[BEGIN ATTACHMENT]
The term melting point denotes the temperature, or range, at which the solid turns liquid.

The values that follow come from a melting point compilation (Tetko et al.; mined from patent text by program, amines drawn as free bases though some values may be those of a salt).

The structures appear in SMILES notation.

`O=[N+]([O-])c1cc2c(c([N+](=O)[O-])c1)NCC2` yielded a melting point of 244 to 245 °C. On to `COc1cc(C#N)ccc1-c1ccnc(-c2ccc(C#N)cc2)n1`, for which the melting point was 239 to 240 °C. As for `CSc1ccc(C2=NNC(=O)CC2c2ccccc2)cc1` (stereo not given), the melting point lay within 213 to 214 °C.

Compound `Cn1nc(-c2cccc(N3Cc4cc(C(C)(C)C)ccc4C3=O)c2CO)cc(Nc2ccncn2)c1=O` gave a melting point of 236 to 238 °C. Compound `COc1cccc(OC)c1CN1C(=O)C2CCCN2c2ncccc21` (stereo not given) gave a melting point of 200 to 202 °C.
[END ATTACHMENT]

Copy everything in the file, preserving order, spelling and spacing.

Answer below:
The term melting point denotes the temperature, or range, at which the solid turns liquid.

The values that follow come from a melting point compilation (Tetko et al.; mined from patent text by program, amines drawn as free bases though some values may be those of a salt).

The structures appear in SMILES notation.

`O=[N+]([O-])c1cc2c(c([N+](=O)[O-])c1)NCC2` yielded a melting point of 244 to 245 °C. On to `COc1cc(C#N)ccc1-c1ccnc(-c2ccc(C#N)cc2)n1`, for which the melting point was 239 to 240 °C. As for `CSc1ccc(C2=NNC(=O)CC2c2ccccc2)cc1` (stereo not given), the melting point lay within 213 to 214 °C.

Compound `Cn1nc(-c2cccc(N3Cc4cc(C(C)(C)C)ccc4C3=O)c2CO)cc(Nc2ccncn2)c1=O` gave a melting point of 236 to 238 °C. Compound `COc1cccc(OC)c1CN1C(=O)C2CCCN2c2ncccc21` (stereo not given) gave a melting point of 200 to 202 °C.